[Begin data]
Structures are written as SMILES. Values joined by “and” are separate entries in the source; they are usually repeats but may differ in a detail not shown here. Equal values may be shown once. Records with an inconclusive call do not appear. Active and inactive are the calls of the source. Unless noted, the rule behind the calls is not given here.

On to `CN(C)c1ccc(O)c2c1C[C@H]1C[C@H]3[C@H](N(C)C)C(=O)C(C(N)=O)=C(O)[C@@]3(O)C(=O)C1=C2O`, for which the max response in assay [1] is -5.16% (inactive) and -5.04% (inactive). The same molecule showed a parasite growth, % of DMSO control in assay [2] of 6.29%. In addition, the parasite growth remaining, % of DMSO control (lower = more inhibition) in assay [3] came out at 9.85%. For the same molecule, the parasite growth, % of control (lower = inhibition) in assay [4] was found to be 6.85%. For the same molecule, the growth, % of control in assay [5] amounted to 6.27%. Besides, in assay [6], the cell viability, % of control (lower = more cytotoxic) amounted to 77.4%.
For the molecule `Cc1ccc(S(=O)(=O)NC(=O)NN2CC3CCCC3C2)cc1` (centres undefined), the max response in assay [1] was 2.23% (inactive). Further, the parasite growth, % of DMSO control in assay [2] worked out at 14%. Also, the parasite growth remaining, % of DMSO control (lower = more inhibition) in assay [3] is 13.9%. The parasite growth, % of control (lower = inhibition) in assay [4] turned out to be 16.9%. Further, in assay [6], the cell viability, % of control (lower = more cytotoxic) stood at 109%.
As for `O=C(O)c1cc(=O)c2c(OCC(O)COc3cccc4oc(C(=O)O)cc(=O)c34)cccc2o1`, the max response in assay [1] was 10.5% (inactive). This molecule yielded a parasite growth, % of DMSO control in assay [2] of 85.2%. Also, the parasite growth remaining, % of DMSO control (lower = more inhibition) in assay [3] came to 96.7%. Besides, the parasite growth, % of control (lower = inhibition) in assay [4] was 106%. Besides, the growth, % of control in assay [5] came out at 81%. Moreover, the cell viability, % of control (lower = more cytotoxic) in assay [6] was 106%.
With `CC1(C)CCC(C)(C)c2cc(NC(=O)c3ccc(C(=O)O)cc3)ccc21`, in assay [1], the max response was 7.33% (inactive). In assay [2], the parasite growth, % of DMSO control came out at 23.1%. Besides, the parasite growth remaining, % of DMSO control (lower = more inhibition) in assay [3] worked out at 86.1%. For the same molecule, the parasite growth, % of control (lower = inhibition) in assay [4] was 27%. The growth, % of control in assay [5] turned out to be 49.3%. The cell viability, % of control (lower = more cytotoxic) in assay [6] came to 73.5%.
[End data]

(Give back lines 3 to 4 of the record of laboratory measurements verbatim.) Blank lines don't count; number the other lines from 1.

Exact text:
For the molecule `Cc1ccc(S(=O)(=O)NC(=O)NN2CC3CCCC3C2)cc1` (centres undefined), the max response in assay [1] was 2.23% (inactive). Further, the parasite growth, % of DMSO control in assay [2] worked out at 14%. Also, the parasite growth remaining, % of DMSO control (lower = more inhibition) in assay [3] is 13.9%. The parasite growth, % of control (lower = inhibition) in assay [4] turned out to be 16.9%. Further, in assay [6], the cell viability, % of control (lower = more cytotoxic) stood at 109%.
As for `O=C(O)c1cc(=O)c2c(OCC(O)COc3cccc4oc(C(=O)O)cc(=O)c34)cccc2o1`, the max response in assay [1] was 10.5% (inactive). This molecule yielded a parasite growth, % of DMSO control in assay [2] of 85.2%. Also, the parasite growth remaining, % of DMSO control (lower = more inhibition) in assay [3] came to 96.7%. Besides, the parasite growth, % of control (lower = inhibition) in assay [4] was 106%. Besides, the growth, % of control in assay [5] came out at 81%. Moreover, the cell viability, % of control (lower = more cytotoxic) in assay [6] was 106%.